Langley, Virginia | A major explosion occurred last night at the headquarters of the Central Intelligence Agency, igniting a fire which almost completely destroyed an annex of the building and led to the discovery of a suspected drug lab.
The detonation took place around 11:30 pm last night. The powerful blast was heard for miles around the complex and sent plumes of black smoke into the air.
The firefighters of the Langley City Fire-Rescue were rapidly mobilized on the site, where they fought the fire for almost six hours before they were finally able to extinguish the flames.
While inspecting the building to secure the area, they found large quantities of chemicals and over-the-counter medications that are used to make meth and fentanyl.
The firefighters transmitted the information to the Fairfax County Sheriff’s Office (FCSO), which dispatched dozens of deputies and investigators on the scene.
After conducting a search of the western wing of the George Bush Center for Intelligence, they found more than 2 tons of pure pseudoephedrine, as well as large quantities of acetone, iodine crystals, battery acid, drain cleaner, lantern fuel and antifreeze.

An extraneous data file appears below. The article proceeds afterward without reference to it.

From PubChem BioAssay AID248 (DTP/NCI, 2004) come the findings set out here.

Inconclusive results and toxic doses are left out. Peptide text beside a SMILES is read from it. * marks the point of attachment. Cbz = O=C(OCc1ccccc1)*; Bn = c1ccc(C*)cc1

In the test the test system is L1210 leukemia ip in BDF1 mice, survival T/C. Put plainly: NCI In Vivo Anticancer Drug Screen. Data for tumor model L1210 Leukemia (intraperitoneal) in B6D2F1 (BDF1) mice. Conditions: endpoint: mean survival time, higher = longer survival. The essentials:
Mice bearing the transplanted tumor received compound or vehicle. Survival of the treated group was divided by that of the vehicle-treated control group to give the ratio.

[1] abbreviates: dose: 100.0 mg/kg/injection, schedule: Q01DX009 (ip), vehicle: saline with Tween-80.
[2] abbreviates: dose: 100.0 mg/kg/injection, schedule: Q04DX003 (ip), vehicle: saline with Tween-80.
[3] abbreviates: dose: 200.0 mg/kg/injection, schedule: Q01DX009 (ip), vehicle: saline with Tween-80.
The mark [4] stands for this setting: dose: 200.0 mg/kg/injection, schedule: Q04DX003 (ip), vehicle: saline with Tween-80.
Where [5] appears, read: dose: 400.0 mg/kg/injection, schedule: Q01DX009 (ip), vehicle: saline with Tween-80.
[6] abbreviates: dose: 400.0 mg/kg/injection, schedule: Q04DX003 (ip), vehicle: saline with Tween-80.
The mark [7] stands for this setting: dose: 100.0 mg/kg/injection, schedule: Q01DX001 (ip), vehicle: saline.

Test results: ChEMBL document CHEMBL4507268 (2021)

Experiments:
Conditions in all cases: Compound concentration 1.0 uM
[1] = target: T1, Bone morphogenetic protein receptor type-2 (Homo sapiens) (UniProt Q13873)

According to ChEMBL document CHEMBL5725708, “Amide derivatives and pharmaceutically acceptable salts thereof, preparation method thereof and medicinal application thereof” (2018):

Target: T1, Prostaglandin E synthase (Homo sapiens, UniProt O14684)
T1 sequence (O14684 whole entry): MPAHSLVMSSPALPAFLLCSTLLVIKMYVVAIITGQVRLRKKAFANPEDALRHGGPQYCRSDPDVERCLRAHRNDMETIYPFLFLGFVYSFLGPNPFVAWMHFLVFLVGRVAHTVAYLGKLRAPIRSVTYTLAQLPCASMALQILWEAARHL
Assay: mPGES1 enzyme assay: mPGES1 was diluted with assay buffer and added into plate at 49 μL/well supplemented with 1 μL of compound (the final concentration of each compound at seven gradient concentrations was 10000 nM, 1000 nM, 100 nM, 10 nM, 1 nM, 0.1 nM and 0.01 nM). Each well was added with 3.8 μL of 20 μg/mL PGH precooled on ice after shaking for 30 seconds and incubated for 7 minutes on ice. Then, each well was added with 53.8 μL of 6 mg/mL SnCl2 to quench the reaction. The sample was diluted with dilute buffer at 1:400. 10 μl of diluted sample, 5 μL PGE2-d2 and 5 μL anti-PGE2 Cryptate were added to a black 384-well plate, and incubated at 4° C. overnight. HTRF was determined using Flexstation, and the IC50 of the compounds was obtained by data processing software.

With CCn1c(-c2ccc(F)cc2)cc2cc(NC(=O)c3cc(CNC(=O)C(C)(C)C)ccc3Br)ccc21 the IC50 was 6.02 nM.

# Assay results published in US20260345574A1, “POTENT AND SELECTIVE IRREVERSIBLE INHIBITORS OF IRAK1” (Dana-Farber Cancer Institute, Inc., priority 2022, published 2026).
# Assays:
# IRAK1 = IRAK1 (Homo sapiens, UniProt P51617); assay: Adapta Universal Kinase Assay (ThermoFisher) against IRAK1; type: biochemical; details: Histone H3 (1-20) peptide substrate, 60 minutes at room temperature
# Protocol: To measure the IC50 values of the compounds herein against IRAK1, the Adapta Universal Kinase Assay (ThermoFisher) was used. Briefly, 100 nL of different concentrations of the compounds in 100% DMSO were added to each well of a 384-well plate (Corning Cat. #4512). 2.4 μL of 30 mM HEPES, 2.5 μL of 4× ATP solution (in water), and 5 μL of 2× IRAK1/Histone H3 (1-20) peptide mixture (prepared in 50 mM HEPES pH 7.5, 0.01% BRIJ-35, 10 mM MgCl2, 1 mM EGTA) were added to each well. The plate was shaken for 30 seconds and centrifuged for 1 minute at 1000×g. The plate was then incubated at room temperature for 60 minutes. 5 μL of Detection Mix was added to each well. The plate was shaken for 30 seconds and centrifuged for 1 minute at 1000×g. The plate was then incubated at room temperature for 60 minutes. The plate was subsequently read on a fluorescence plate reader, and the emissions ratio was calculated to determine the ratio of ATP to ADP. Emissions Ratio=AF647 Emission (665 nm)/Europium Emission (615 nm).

“The various chemicals found on the scene are either used to produce methamphetamine or fentanyl, and we also found a lot of drugs,” said FCSO spokesman, Jared Matters. “We also found large quantities of these two drugs in a nearby storage room that was spared by the fire.”
The Fairfax County Sheriff’s Office confirmed it had opened an investigation to determine if the site was an illegal drug lab and if the fire was caused by an illegal activity.
More than 5 tons of drugs and 45 tons of chemicals were seized in the building which some deputies have described as an “industrial-scale drug lab”.
This is not the first time that the CIA is accused of manufacturing and trafficking illegal drugs.
While the CIA was sponsoring a Secret War in Laos from 1961 to 1975, it was accused of trafficking in opium. The CIA made its own internal inquiries of its staff and clients in Laos concerning the drug trade and admitted that small amounts of opium had been smuggled via their contract aircraft.
Several local, state, and federal investigations have also taken place concerning the alleged use of the Mena Intermountain Municipal Airport as a CIA drop point in large scale cocaine trafficking beginning in the early 1980s.
This is the first time, however, that drugs are seized on an official CIA installation, and the incident could have some very serious consequences for the organization which is already at odds with the new American President.
Neither the White House or the CIA, have officially reacted yet, but many analysts expect Donald Trump to use this investigation as a pretext to cut the agency’s funding.